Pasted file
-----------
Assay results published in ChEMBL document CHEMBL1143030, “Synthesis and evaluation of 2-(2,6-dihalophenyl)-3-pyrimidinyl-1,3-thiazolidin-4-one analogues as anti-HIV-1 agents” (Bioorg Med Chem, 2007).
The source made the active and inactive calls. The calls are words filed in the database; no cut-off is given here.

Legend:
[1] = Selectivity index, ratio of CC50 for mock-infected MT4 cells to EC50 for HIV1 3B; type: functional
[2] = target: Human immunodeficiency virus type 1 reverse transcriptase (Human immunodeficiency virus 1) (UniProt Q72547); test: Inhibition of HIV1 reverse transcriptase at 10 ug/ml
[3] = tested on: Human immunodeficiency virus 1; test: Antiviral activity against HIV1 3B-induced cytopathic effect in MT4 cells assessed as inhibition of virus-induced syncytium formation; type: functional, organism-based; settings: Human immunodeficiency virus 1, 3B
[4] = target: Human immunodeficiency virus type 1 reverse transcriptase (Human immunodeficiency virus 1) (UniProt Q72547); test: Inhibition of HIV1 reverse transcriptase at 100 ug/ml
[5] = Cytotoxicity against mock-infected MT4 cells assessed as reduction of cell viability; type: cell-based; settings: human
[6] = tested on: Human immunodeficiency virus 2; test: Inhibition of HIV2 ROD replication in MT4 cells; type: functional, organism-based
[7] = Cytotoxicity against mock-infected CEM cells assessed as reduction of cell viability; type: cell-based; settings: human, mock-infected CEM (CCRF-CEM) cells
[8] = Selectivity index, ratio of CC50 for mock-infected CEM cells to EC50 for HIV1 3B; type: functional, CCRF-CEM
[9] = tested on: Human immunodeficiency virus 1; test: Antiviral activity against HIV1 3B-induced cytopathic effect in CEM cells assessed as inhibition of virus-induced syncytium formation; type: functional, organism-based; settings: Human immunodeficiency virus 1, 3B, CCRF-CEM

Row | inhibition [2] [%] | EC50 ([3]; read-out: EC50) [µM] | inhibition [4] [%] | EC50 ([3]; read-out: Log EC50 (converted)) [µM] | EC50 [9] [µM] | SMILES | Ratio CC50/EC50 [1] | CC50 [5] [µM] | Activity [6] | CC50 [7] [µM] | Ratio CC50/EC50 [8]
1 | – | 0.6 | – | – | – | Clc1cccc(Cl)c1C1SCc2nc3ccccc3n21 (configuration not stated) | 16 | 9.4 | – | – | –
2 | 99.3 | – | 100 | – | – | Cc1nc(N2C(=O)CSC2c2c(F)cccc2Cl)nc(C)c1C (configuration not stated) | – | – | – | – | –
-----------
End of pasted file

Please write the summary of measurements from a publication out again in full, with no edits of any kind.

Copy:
Assay results published in ChEMBL document CHEMBL1143030, “Synthesis and evaluation of 2-(2,6-dihalophenyl)-3-pyrimidinyl-1,3-thiazolidin-4-one analogues as anti-HIV-1 agents” (Bioorg Med Chem, 2007).
The source made the active and inactive calls. The calls are words filed in the database; no cut-off is given here.

Legend:
[1] = Selectivity index, ratio of CC50 for mock-infected MT4 cells to EC50 for HIV1 3B; type: functional
[2] = target: Human immunodeficiency virus type 1 reverse transcriptase (Human immunodeficiency virus 1) (UniProt Q72547); test: Inhibition of HIV1 reverse transcriptase at 10 ug/ml
[3] = tested on: Human immunodeficiency virus 1; test: Antiviral activity against HIV1 3B-induced cytopathic effect in MT4 cells assessed as inhibition of virus-induced syncytium formation; type: functional, organism-based; settings: Human immunodeficiency virus 1, 3B
[4] = target: Human immunodeficiency virus type 1 reverse transcriptase (Human immunodeficiency virus 1) (UniProt Q72547); test: Inhibition of HIV1 reverse transcriptase at 100 ug/ml
[5] = Cytotoxicity against mock-infected MT4 cells assessed as reduction of cell viability; type: cell-based; settings: human
[6] = tested on: Human immunodeficiency virus 2; test: Inhibition of HIV2 ROD replication in MT4 cells; type: functional, organism-based
[7] = Cytotoxicity against mock-infected CEM cells assessed as reduction of cell viability; type: cell-based; settings: human, mock-infected CEM (CCRF-CEM) cells
[8] = Selectivity index, ratio of CC50 for mock-infected CEM cells to EC50 for HIV1 3B; type: functional, CCRF-CEM
[9] = tested on: Human immunodeficiency virus 1; test: Antiviral activity against HIV1 3B-induced cytopathic effect in CEM cells assessed as inhibition of virus-induced syncytium formation; type: functional, organism-based; settings: Human immunodeficiency virus 1, 3B, CCRF-CEM

Row | inhibition [2] [%] | EC50 ([3]; read-out: EC50) [µM] | inhibition [4] [%] | EC50 ([3]; read-out: Log EC50 (converted)) [µM] | EC50 [9] [µM] | SMILES | Ratio CC50/EC50 [1] | CC50 [5] [µM] | Activity [6] | CC50 [7] [µM] | Ratio CC50/EC50 [8]
1 | – | 0.6 | – | – | – | Clc1cccc(Cl)c1C1SCc2nc3ccccc3n21 (configuration not stated) | 16 | 9.4 | – | – | –
2 | 99.3 | – | 100 | – | – | Cc1nc(N2C(=O)CSC2c2c(F)cccc2Cl)nc(C)c1C (configuration not stated) | – | – | – | – | –